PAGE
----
As part of our ongoing work around leadership in undergraduate programmes, we spoke to healthcare students to understand what leadership means to them at this stage of their journey and hear about their early experiences.
Carolina Oliveira De Freitas is a fourth-year student Speech and Language Therapist at City, University of London.
What makes a good leader? It’s such a simple question and yet so difficult to conceptualise if you haven’t met or experienced one. When I started my Speech and Language Therapy (SaLT) degree I was oblivious to the concept of leadership in healthcare. I’d always assumed that leadership was synonymous with management.
It was only after my first placement, where my practice educator ignited my passion in SaLT, that I discovered what good leadership traits were. Despite my nerves and lack of confidence in my ability to assess and plan intervention, my practice educator saw the potential in my attitude and motivated me to persevere. On completing the placement, I wanted to continue developing my attributes in the workplace, rather than solely focusing on my performance as a SaLT. However, there is currently no ‘Leadership’ module or set lectures in my Speech and Language Therapy degree, unlike other healthcare related degrees in different universities. I felt that this put me at a disadvantage compared to other healthcare students, who would have already learned about vital skills such as emotional intelligence and self-care, before starting on placement.
My reaction to not having access to leadership education was to actively seek it out, and I applied to the Student Leadership Programme led by the Council of Deans. My application was successful and I was invited to their two-day conference held in Reading where I was able to network with other healthcare students, learn about successful leadership practices and represent SaLT. To my surprise, many students had no idea what SaLT is, and that our role comprises of both speech, language and communication therapy, but also swallowing intervention. The greatest lesson I’ve taken away from being one of the #150Leaders with the Council of Deans is that mutual understanding, respect and passion for other professionals is what makes a great team, and within great teams are great leaders. This is a lesson I wish I could have learned earlier on in my journey as it would have provided me with greater confidence in placement and in the workplace.
Looking back on my years at university, I believe I’ll be well equipped and knowledgeable on the theoretical aspects of SaLT. However, I think that my development, would have benefitted from further support, with less emphasis on the ‘knowing’ and more time spent on practically ‘doing’. I would like to see all healthcare students receiving leadership development with access to a personal mentor that can guide them in honing in on positive leadership traits. My advice for healthcare students starting on this great career pathway is to say yes to any opportunity that you believe will support you and your learning. Continual development is vital for modern day professionals and we must better ourselves so that we can provide the best service possible for our patients.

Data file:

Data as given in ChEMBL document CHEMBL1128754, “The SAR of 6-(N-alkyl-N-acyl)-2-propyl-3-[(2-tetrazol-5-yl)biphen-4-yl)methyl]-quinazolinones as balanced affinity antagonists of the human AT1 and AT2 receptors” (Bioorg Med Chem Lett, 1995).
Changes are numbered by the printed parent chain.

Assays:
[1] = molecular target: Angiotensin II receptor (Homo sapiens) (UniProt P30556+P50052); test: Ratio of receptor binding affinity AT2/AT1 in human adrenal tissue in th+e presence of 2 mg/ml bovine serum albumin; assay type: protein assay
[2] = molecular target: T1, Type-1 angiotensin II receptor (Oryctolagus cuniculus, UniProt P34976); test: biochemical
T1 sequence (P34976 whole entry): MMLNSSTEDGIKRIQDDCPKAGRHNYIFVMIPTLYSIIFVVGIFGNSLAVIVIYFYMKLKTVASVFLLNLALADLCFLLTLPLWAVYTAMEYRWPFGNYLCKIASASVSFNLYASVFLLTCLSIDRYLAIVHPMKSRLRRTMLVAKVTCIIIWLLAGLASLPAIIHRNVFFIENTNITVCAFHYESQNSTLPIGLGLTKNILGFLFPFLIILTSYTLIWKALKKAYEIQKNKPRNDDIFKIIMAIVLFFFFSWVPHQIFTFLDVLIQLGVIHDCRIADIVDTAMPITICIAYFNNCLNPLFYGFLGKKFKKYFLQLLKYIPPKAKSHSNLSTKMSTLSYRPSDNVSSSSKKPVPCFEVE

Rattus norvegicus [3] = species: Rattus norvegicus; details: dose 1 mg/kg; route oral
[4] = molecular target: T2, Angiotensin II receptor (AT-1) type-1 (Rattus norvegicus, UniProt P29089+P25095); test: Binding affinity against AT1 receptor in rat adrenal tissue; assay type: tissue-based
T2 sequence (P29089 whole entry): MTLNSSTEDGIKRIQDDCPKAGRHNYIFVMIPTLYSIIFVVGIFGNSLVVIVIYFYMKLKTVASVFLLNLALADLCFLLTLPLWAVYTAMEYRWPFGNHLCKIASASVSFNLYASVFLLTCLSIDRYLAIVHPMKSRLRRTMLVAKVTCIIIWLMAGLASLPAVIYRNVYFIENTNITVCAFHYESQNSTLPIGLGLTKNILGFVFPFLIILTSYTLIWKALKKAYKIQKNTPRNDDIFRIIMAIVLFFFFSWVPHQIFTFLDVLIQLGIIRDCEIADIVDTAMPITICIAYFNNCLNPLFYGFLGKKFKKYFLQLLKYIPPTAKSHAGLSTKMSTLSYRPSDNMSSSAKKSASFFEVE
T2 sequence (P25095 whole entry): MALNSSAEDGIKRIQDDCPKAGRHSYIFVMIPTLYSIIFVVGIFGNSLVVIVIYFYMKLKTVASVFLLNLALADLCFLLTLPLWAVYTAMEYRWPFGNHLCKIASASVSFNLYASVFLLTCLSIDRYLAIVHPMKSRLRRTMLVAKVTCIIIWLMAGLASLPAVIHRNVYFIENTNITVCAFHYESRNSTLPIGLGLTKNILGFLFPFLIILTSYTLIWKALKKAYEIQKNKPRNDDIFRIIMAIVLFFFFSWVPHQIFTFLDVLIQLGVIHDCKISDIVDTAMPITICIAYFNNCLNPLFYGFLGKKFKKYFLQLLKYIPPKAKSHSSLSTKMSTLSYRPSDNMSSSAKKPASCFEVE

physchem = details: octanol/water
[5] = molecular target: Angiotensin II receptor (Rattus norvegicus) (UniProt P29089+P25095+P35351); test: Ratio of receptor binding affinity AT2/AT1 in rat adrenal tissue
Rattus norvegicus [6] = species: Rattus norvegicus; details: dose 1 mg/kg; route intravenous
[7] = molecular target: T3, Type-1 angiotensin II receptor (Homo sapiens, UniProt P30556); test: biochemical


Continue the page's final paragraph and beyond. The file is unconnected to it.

So, what makes a great leader? I think a great leader must have grit, passion and tenacity. To have grit is to persevere in achieving any goals you have set for your development. To have passion is to enjoy what you’re doing and to pursue excellence. To have tenacity is to be determined despite any obstacles that may come in your way. I believe that I have developed all of the above during my time as a student Speech and Language Therapist, although I’ve lacked the opportunity from university. I will take these skills with me to the workplace once I’ve graduated, with the hope that one day leadership education will be available to all healthcare students, as it’s greatly benefitted me.
If you’re currently a student seeking to explore and understand your own leadership development, talk to your lecturers and tutors today to find out what opportunities to learn to lead are provided by your school or university. You can also have a look at some of the free resources below.
Edward Jenner programme
- High quality online learning
- First port of call if you’re looking to build a strong foundation of leadership skills
- Leads to an NHS Leadership Academy award in Leadership Foundations
Healthcare Leadership Model
Leadership blogs and films from experts in the field, patients and leaders at every level, including:
- Michael West on compassionate leadership
- Director of inclusion, Tracie Jolliff on the role of equality, diversity and inclusion
- Tim Swanwick on developing tomorrow’s leaders, today
And for teachers, tutors and other university and clinical staff we recommend you take a look at:
Maximising Leadership Learning in the Pre-Registration Healthcare Curricula: Model and Guidelines for Healthcare Education Providers(Health Education England, 2018)
Resources for medical students and faculty, including an Indicative Undergraduate Curriculum from the Faculty of Medical Leadership and Management (FMLM)